Filet mignon, the most tender beef cut of all, is an expensive cut of meat often reserved for special occasions. A lean steak measuring up to 2 inches thick, filet mignon comes from the tenderloin of the beef, located between the sirloin area and the ribs. Tender cuts such as filet mignon and porterhouse and T-bone steak are best cooked to medium-rare, using high-temperature cooking methods such as broiling.
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Thaw frozen filet mignon. Refrigerator-thawing, which may take up to 24 hours for thick steak, is the safest method. If you don't have time to thaw filet mignon in the refrigerator, thaw it in cold water: Place the meat in an airtight package, then submerse the package in a bowl of cold water. Pour out the water and replace it with fresh water every 30 minutes. Thawing in cold water takes 2 to 4 hours, depending on the thickness. Never defrost filet mignon at room temperature.
Remove the steak from the refrigerator 20 minutes before cooking to allow the steak to warm to room temperature. Don't allow the steak to remain out of the refrigerator any longer, as bacteria may develop. Warming the steak to room temperature promotes even cooking, especially with thick cuts of meat.
Place an oven rack about 4 to 6 inches below your oven's heating element. Turn the oven on broil and allow the oven to preheat for at least 15 minutes.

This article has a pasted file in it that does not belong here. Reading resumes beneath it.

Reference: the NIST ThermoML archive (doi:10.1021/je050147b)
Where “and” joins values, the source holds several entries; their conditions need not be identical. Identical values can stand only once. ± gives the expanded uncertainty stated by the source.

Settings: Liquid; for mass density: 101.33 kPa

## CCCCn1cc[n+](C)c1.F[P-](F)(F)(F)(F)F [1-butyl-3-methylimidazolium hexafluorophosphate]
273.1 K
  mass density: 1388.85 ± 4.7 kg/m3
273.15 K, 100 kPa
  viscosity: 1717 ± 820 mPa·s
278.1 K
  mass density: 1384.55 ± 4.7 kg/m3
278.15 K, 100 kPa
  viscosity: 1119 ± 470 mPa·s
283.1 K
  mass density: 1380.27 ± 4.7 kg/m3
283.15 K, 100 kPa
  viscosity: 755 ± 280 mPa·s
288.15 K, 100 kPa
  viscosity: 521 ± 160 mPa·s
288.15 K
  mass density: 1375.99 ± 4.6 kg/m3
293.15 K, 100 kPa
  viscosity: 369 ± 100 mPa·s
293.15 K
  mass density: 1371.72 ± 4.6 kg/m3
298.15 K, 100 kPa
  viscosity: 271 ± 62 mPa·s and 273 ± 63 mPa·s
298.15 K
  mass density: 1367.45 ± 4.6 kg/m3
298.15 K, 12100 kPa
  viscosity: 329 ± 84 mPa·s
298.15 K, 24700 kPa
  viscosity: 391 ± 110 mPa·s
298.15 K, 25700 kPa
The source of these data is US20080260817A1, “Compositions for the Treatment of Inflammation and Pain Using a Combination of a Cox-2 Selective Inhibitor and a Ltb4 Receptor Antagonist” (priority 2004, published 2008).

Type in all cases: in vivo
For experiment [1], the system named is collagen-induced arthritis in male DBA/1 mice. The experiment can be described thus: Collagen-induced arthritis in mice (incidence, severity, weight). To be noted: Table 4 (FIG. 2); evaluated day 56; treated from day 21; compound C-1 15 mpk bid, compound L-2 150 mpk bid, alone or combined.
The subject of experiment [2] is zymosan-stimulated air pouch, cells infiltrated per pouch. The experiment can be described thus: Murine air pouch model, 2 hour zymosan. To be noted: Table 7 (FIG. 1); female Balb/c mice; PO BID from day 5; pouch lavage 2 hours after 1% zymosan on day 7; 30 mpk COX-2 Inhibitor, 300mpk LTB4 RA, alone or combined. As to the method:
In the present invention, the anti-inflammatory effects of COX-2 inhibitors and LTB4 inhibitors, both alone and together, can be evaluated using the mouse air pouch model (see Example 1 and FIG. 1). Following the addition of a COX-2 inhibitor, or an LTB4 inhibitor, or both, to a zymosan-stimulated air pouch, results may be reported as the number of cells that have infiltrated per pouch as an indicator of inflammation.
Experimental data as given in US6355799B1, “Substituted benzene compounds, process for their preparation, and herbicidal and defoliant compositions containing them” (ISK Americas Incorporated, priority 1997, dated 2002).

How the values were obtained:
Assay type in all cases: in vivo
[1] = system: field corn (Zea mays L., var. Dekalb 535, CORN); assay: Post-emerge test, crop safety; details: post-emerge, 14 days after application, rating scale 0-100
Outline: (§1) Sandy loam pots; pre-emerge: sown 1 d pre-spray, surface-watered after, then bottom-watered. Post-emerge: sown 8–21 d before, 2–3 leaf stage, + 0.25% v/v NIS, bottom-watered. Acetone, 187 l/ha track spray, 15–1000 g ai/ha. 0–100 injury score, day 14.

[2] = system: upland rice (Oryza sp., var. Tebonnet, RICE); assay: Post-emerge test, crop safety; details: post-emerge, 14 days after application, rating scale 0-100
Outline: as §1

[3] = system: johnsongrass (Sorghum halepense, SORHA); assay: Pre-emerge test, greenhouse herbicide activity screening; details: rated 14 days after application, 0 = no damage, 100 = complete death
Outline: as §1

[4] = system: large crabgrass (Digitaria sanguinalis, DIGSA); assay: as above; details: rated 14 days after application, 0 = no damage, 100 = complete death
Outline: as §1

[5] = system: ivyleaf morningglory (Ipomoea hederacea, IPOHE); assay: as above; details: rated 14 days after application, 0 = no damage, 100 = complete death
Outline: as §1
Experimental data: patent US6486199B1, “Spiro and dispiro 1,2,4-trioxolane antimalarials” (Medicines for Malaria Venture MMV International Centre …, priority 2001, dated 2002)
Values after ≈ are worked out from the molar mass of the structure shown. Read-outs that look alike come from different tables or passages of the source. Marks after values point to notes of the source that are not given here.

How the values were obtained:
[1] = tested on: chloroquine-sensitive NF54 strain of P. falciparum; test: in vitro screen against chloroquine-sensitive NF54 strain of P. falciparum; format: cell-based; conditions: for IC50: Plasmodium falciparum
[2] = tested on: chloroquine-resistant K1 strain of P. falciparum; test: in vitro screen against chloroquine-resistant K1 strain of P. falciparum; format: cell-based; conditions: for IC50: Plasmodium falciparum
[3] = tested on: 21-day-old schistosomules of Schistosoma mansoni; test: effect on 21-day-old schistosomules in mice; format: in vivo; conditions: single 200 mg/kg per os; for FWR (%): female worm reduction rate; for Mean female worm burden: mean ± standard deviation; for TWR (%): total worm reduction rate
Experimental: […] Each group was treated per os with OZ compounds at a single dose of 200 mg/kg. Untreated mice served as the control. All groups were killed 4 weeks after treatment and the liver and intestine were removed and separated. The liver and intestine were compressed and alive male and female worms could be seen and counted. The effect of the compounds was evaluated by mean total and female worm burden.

Place a heavy cast iron skillet or a broiling pan in the oven and allow it to heat.
Rub the filet mignon generously with extra-virgin olive oil, then sprinkle the meat with freshly ground black pepper.
Remove the hot pan carefully from the oven. Place the meat carefully in the pan.
Return the pan to the oven, then broil the meat quickly for 3 to 4 minutes on each side. Turn the meat with tongs, as using a fork allows meat juices to escape.
Turn the broiler off, and then set your oven temperature at 500 degrees F without removing the pan from the oven. If you prefer a rare filet mignon, use a meat thermometer to ensure the center of the meat reaches a safe temperature of at least 135 degrees F, which takes from 1 to 5 minutes, depending on thickness. For medium, cook filet mignon for 2 to 7 minutes -- until the meat reaches a temperature of at least 140 degrees. For a steak cooked medium-well, cook filet mignon for 4 to 9 minutes -- to a temperature of at least 150 degrees. Turn the filet mignon once about halfway through the cooking time.
Remove the filet mignon from the oven and place it on a carving board. Cover the meat loosely with aluminum foil, then allow it to rest for 5 to 10 minutes.
Carve the meat, and then transfer it to a warm serving platter. Sprinkle the filet mignon with sea salt or kosher salt, and then serve.